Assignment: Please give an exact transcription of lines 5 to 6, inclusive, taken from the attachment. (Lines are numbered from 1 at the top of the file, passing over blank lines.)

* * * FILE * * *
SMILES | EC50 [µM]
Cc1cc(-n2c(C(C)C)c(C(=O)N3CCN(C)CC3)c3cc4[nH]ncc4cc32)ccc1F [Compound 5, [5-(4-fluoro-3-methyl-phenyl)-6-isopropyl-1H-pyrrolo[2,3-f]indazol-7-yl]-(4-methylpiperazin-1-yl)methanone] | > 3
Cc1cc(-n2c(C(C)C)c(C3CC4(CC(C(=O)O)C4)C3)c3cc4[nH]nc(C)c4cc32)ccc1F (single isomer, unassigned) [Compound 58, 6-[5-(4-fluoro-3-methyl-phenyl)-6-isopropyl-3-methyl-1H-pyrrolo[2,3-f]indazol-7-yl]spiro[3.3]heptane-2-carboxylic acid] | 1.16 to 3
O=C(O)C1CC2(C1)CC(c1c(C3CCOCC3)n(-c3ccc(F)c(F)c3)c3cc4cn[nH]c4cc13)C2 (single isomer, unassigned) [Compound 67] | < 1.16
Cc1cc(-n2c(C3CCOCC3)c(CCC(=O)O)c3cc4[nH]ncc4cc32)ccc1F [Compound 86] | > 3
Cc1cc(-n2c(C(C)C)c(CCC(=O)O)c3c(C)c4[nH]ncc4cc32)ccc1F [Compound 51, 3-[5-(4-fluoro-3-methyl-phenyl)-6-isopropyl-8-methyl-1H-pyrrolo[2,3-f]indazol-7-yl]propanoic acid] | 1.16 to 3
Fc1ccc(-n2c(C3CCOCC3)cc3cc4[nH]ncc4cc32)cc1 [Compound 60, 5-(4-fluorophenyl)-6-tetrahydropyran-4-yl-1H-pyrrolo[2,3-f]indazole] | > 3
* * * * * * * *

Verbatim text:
Cc1cc(-n2c(C3CCOCC3)c(CCC(=O)O)c3cc4[nH]ncc4cc32)ccc1F [Compound 86] | > 3
Cc1cc(-n2c(C(C)C)c(CCC(=O)O)c3c(C)c4[nH]ncc4cc32)ccc1F [Compound 51, 3-[5-(4-fluoro-3-methyl-phenyl)-6-isopropyl-8-methyl-1H-pyrrolo[2,3-f]indazol-7-yl]propanoic acid] | 1.16 to 3